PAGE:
It can feel, come the middle of June, that you're one of the only people not wearing a puffy vest, waterproof clothes, and a helmet, with a paddle at your side.
The lure of summer pleasures fuels a lot of advertising and pop culture come summer, and nothing symbolizes this seasonal, all-too-brief freedom like being out on the water with only adventuring and nature enjoyment in mind.
But you don't need to go away to camp to dip a toe into this warm-weather classic. Paddle the LA River is back, as of Monday, June 16, and its organizers are emphasizing that what was once a pilot program has now reached a level of established this-is-happening-ness.
What to do, where to go and what to see
And thank goodness, too, given how fast tickets went last summer. People wanted to try oaring along our urban waterway, lots of people, and kayak spots went faster than a Snowy Egret taking off from a river-close branch.
Egrets are just one of the many birds people on the river might see while paddling, but there's more to soak in beyond the flora and fauna along the banks of the Sepulveda Dam Recreation Area. The spirit of the project, which seeks in large part to reintroduce SoCalers to the fun of the oft-maligned river, is as pervasive as birds and trees.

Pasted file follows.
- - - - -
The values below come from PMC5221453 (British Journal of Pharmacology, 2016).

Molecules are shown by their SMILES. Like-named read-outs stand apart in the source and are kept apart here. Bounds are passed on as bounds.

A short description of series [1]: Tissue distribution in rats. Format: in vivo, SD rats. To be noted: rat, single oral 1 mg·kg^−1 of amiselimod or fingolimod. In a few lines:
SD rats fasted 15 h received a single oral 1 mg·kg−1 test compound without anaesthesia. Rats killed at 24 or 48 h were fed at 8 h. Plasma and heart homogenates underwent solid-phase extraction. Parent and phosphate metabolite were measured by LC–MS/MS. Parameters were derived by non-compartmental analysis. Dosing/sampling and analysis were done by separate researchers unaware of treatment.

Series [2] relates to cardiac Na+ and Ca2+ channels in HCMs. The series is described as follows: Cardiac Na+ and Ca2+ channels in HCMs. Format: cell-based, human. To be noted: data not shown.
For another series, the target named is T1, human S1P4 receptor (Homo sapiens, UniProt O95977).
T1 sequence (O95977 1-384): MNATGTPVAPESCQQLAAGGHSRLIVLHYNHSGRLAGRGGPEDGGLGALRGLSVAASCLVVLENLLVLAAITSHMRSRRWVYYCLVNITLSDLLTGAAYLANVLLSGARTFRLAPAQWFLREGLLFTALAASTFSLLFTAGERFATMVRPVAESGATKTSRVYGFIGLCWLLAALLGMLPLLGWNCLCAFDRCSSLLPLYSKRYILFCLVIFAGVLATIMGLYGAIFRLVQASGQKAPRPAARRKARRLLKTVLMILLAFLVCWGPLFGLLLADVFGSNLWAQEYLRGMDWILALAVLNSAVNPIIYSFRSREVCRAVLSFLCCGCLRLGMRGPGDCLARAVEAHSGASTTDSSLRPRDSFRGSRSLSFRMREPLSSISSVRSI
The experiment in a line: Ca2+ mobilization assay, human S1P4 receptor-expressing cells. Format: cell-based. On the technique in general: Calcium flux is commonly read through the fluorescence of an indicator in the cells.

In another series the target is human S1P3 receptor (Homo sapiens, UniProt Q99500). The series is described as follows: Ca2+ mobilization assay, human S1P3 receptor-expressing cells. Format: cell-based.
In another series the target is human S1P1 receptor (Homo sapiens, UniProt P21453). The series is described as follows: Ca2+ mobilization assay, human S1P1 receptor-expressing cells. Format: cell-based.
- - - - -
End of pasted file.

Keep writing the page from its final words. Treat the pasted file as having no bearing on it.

LA Conservation Corps is at the lead of the trips, which happen Mondays, Tuesdays, Thursdays, and Saturdays. Final day is Sept. 13.
"The paddling experience transports people away from the urban sprawl of Los Angeles into a natural sanctuary," Pablo Cardoso, the program's director, observed.
"The most natural stretch" of the 51-mile LA River is the setting for the paddle outings. But participants won't transverse the full 51 miles, of course; the trip is about two miles and takes around an hour and a half.